March 7, 2013
British workers have seen the biggest fall in wage value among the world’s wealthiest countries, according to a TUC report on the global economic race published today. Between 2007 and 2011 – real wages fell by 4.5 per cent in the UK, falling at nearly twice the rate of Spain – the next worst-performing economy that year. However, as we reported last month lower wages appear to be contributing to higher employment rates in the UK compared to countries where pay rates are higher, such as Spain and Italy.
The union’s analysis of the world’s top ten developed economies showed that British pay rates had fallen further than those seen in Italy (-2.7 per cent) and Japan (-0.7) per cent. In contrast, wages in Australia and Canada rose by 6.9 per cent and 5.4 per cent respectively.
TUC General Secretary Frances O’Grady said: “UK workers have suffered a bigger fall in wages than any other workforce in the world’s top ten developed economies. While most countries have suffered periods of negative wage growth, no-one has witnessed such a marked decline as the UK.”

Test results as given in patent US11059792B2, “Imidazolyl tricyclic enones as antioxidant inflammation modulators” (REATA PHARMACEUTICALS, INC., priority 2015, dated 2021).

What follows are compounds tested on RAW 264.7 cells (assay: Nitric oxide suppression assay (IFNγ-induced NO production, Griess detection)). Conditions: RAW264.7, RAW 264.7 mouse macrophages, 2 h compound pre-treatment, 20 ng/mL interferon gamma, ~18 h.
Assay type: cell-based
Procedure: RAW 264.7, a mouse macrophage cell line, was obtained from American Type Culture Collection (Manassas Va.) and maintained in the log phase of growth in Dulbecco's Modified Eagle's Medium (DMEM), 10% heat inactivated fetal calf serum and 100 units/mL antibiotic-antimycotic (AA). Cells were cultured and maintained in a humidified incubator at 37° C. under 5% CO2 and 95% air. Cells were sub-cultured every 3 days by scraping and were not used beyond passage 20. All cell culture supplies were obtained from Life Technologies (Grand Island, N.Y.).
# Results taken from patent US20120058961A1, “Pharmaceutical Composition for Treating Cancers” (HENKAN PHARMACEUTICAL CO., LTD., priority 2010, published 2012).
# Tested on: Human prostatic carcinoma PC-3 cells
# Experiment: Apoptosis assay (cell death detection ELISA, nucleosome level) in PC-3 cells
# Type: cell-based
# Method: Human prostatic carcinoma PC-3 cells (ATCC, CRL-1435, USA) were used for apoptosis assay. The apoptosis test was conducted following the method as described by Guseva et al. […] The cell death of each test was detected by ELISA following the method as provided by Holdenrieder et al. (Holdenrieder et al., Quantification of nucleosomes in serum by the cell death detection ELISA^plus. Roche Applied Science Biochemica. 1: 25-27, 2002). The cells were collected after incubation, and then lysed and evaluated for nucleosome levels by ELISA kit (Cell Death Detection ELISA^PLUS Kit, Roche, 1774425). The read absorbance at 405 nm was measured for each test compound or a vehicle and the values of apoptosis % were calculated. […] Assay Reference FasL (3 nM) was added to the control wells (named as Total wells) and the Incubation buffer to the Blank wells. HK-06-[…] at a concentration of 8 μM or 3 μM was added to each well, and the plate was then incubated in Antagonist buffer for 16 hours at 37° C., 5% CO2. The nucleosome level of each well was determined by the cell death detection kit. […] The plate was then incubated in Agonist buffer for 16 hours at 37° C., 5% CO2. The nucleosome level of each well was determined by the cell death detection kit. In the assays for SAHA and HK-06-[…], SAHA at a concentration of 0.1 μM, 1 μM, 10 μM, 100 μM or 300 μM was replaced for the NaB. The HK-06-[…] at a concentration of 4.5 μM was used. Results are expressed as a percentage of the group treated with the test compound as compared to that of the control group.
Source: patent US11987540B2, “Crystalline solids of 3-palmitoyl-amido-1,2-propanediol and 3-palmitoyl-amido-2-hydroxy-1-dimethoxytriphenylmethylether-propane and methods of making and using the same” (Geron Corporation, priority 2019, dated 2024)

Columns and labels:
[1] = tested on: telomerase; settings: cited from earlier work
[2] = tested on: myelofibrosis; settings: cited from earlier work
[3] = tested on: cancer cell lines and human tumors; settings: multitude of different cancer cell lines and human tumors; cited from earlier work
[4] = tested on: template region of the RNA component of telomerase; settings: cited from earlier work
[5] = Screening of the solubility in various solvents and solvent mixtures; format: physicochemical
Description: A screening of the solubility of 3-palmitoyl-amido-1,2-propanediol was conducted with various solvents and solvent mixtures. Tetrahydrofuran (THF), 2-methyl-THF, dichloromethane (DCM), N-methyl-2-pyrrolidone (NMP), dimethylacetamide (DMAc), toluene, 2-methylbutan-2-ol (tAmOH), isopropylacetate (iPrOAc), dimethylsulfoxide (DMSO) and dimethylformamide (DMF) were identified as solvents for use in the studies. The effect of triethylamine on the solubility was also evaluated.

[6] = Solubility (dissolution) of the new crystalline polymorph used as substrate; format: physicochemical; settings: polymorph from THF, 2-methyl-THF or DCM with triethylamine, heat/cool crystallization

However, the pay squeeze does seem to have contributed positively to UK employment rates as Emilie Bennetts, Associate at Charles Russell LLP, points out: “Today’s report may show that Britain had the lowest real wage growth among developed countries between 2007 and 2011, but we cannot ignore that several countries who scored better than Britain for wage growth (such as Spain and Italy) have significantly higher unemployment numbers.
“Unemployment in Spain is rising and currently stands at 26%, with just under 6 million people out of work. Conversely, unemployment in Britain fell by 14,000 at the end of 2012 and stands at 7.8%.
“The alternative to low wage growth may be a rise in unemployment and this is not an attractive prospect, although the difficulty with low wage growth is that those on the lowest wages suffer the most.”